Mindset is the same as mood in this case. It reminds me that I need to accept things as they are because acceptance is the first step. To accept that I have to deal with it. That is, before I can move on to what’s next I’ve got to deal with the fact that I can’t walk more than five feet before I move on to running a 5k, which actually was a goal of mine at one point. Yes, before all this health insanity happened, I was actually training to run a 5k!
I don’t know why. It seemed like a good idea at the time. I mean, if you know me you know that I’m not a runner and I’ve never been a runner. Except for, you know, a brief stint in cross country in middle school, that we don’t like to talk about.
But when I first accept that some days I can’t get out of bed, then I can move on to “ok, so how can I work from bed?” And make that happen.
When I accept that I can’t go cook my own meals: all right how do we work around this one? How do we move on to getting my caregiver my exact cooking method so that she can make the black bean enchiladas that I love so much? Which she actually made! I was so happy – she… my enchiladas! It’s exciting, I’m ferklempt, … and pardon…!
I’m reminded that I can move on to what’s next.
That it is possible.
Not that it’s not like what’s next doesn’t have a Giant Brick Wall (that nobody’s paying for) in between me and what’s next.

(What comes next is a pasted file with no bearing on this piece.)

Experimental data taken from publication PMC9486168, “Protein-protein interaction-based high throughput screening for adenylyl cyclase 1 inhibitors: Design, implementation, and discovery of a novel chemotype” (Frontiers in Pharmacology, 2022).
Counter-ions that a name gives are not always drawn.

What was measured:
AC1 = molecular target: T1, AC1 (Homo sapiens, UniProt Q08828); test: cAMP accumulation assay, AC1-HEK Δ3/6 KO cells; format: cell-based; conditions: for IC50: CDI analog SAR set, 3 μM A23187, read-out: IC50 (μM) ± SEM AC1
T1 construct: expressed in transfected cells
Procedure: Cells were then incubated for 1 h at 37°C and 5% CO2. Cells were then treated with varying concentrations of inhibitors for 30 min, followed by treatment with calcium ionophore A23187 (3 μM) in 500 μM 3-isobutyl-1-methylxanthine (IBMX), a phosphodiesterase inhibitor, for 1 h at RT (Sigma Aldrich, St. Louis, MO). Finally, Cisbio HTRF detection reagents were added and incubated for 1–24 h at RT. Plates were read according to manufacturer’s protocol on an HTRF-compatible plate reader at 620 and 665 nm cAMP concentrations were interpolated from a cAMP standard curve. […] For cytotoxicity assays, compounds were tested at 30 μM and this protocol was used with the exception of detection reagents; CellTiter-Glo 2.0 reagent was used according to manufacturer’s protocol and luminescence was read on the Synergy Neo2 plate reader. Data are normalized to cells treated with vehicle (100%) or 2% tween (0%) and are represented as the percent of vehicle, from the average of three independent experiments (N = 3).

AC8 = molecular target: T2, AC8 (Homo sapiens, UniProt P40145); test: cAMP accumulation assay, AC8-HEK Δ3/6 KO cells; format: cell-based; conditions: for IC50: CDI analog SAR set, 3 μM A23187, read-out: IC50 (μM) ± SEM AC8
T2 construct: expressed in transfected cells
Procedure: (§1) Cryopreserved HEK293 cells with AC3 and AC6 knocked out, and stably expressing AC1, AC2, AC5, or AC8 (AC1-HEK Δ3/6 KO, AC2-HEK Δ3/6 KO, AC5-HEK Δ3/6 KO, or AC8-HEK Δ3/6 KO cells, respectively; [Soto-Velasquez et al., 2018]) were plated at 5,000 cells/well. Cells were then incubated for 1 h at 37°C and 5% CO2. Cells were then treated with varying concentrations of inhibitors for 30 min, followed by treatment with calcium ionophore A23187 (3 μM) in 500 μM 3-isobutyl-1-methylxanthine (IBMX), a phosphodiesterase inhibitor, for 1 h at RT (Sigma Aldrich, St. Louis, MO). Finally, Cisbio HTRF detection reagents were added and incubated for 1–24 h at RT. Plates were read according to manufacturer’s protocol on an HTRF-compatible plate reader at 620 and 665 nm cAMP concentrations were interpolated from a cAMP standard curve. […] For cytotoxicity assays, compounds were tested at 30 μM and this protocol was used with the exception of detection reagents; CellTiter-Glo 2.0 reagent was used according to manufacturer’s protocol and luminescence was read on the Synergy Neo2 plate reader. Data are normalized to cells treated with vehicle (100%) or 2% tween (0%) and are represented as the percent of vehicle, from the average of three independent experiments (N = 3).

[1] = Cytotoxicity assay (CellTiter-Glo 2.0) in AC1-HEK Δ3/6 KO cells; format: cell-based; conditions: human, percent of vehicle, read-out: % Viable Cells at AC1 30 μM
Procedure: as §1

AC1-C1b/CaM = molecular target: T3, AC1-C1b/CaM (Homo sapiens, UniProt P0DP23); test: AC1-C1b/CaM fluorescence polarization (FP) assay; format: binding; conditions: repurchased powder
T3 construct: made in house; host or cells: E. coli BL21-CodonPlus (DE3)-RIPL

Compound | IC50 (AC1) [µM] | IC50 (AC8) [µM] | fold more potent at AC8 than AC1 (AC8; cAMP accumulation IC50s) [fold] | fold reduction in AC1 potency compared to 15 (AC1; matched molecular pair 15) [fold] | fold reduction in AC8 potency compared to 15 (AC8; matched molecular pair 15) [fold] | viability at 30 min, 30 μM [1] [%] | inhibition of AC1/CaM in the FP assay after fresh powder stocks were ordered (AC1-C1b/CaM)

So I can move on to what’s next and because I can, then I want to move on to what’s next. Because I want to move on to what’s next: I move on to what’s next.
SHOULD IS A BAD WORD
I actually had in my notes on this show that “because I can move on that I should move on.”
However, should is a bad word.
Never, never, never should you (haha) should you use the word “should” in your vocabulary. It turns into this giant rampaging beast with big claws that catch and teeth that bite — and you don’t have a vorpal sword to go snicker-snack as you fight against it.
It’s just going to eat your head and that’s not good!
You don’t want this giant “should” monster to eat your head but that’s what it’ll do! It’ll get in there and become insidious! It’ll just throw all kinds of pressure on you because:
“You should be making six figures a year”
“You should be making dinner for your family — from scratch — every single day”
“You should have the baby potty-trained by the time they’re 18 months old.”
“You should be teaching your own teenager to drive your Mercedes” because that’s how you roll.
Just pick it up and it will add up, add up, and add up – until you’re crushed under this “should” mountain and it’s just bad under there.
So, eliminate that from your vocabulary.
Move on with: “what you want to do” or with “what is possible to do”
Move on with anything – anything – other than “should.”
You can use “could.” Could is a form of can.
So: you can remind yourself that you could move on,
which means that you can move on,
which means that you will move on.
You’re going to move on.
You’re getting around to moving on.
You’re moving on!
And that’s what’s important:
That you get out of that stuck place that you’re in.
That you’re that you’re in you get out of your dark place
That you get out of your scary place
That you get out of your sad place.
Because: “This is your life now. What’s next?”
Hit me up on PositivityPowerhouse.com for any comments or any questions.
You can submit a request about the TRIPLES M’s of Mood, Mindset, & Motivation that I’ll address on a future episode.
You can also join my facebook group: Positivity Power Club. https://www.facebook.com/groups/PositivityPowerClub/
I look forward to seeing you next time. Thanks!
On the web: https://krissjudd.com/